Throughout his long career, Clint Eastwood has had a number of iconic roles. He's been a boxing coach, a man with no name, a secret service agent, and an outlaw. He is perhaps best known however for playing a cop, Inspector 'Dirty' Harry Callahan.
Harry Callahan, a San Francisco police detective, was featured in five separate films from 1971 until 1988. He battled street thugs, organized crime, and more than one less-than-sane individual, and through it all he carried with him his trusty .44 Magnum, or, as he called it, "the most powerful handgun in the world." Harry Callahan was the prototypical "cop on the edge." He battled lieutenants and mayors as hard as bad guys, and his partners had a terrible way of winding up injured or worse.
The first film in the series, Dirty Harry, is unquestionably the best in the franchise. Directed by Don Siegel (Two Mules for Sister Sara), the film is a hard-nosed, straight, tough, cop movie. It, more than any of the sequels, seems to truly inhabit San Francisco, making the city almost a bystander to the murder and mayhem that takes place within it. As Callahan, Eastwood grits his teeth and snarls his way to a brutal, harsh ending that was inevitable from the moment Harry's prey, a sniper, executed his first victim.
From the next film, Magnum Force, to The Enforcer, Sudden Impact, and finally The Dead Pool, the films become progressively weaker. Partners, the best of whom was Tyne Daly in The Enforcer, come and ago, but Harry is unchanging. Harry faces down new bosses and loses partners with the same regularity that most of us change our socks.
That would be okay — there's some humor in seeing Harry argue with every Mayor of San Francisco that the citizens choose to elect — but the problem is that the argument is unchanging. From the first movie to the last, the warning Harry receives is something akin to "the city of San Francisco is changing. Your brutal methods, which worked at one time, will no longer be tolerated. I, your lieutenant, won't accept them, the mayor won't accept them, and the good people of San Francisco won't accept them." Harry then goes out and kills people, but still manages to find himself on the force at the start of the next film. It all becomes a bit clichéd by the third movie.
Of course, anything beyond bloodlust in his character is hugely variable from film to film. The system doesn't work for Harry in the first film, so he takes matters into his own hands. By the second film he shows that he still believes in the system and is against police becoming judge, jury, and executioner. However, down the line, in the fourth film, he seems more accepting of vigilantism in general.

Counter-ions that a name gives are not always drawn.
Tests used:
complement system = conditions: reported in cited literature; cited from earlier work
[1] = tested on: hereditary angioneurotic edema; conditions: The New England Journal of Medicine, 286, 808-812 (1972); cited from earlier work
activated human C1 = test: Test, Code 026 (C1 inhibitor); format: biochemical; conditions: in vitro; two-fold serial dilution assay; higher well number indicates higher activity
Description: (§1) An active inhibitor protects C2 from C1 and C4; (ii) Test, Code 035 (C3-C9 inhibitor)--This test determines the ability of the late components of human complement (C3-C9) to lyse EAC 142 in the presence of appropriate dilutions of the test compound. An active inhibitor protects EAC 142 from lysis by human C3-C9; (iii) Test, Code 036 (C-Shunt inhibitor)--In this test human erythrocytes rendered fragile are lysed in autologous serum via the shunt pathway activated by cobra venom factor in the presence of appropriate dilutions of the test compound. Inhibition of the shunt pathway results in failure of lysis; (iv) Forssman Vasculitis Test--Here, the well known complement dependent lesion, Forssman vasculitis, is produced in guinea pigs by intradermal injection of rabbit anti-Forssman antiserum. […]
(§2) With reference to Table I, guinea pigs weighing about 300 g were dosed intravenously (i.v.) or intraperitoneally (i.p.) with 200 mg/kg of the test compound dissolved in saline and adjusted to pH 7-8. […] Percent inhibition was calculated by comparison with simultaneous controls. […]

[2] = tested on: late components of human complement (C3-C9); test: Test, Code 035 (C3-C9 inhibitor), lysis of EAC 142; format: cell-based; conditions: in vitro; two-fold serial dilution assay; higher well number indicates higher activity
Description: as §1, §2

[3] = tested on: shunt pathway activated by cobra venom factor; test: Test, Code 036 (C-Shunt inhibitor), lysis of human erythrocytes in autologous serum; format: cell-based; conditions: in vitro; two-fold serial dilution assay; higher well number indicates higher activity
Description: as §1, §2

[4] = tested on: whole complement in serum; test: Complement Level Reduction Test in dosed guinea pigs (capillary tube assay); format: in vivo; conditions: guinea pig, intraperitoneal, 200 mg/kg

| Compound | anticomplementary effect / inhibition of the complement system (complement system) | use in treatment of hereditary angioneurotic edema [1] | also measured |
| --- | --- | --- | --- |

Each of the films in the series features a decent amount of shoot 'em up excitement, with people being dispatched in new and sometimes interesting ways. It's just that by the fifth film, the series has become a caricature of itself. It's more about scenery chewing with bits of humor thrown in than a possible looking-glass reflection of our society. Jim Carrey, even with little on screen time, doesn't work as a drug-addled hardcore rocker, especially when lip-syncing "Welcome to the Jungle." And, when the scariest thing Harry faces in the whole movie is a remote control toy car with a bomb, it seems as though a good decision was made in not resurrecting the franchise for a sixth go-around.
The biggest letdown in the films is not the fact that they become silly or derivative at any point, but rather their incredibly poor representation of women. In Harry Callahan's world women are purely sexual, psychotic, or just plain weak. Even Tyne Daly's appearance as Harry's partner in The Enforcer does little to bolster the franchise's depiction of women. Even if it did, the depiction instantly goes back to nil with Sondra Locke's rape victim turned killer in Sudden Impact.
The recently released, remastered DVDs make a well put together set. The original film is a two-disc edition and all the films contain commentary tracks (but only The Enforcer has the director, James Fargo in that film's case, providing the track). There are also more featurettes than one can shake a stick at, with examinations of Harry's place in society and film history, looks at violence in movies, and examinations of Eastwood's career. True Dirty Harry fans can purchase a single boxed-set "ultimate collector's edition" which features an extra DVD that has a feature length documentary on Clint Eastwood, a brief hardcover book, a replica Dirty Harry wallet (complete with police badge), a reproduction (miniaturized) of a one-sheet, production correspondence, and a poster-sized map of San Francisco that shows Harry's hunt for Scorpio, the killer in the first film.
The truly amazing thing about Dirty Harry, is just how iconic a figure he really is. There are actually bits and pieces of all five movies that are memorable in their own right; heck, it isn't until Sudden Impact, the fourth film (and only one in the series directed by Eastwood) that Harry says the classic line, "Go ahead, make my day." Watching the films, listening to the commentary tracks, and viewing the featurettes in the DVD collection one can see reflections of Harry and the films Harry inspired through the present day.
As a reflection on our world and our times, one could do better than watching the Dirty Harry movies. At least early on, the films do have a strong point of view about where our society is headed. It's not a pleasant view, and hopefully one that has been proven wrong, but it is there.
Dirty Harry is, without a doubt, a product of his times. The filmmaking, not the plots, do still stand up today, but Clint Eastwood is really the reason to watch these movies. He appears in each film with as much seriousness and grit as he can possibly muster. Even in a bad movie, he is good to watch.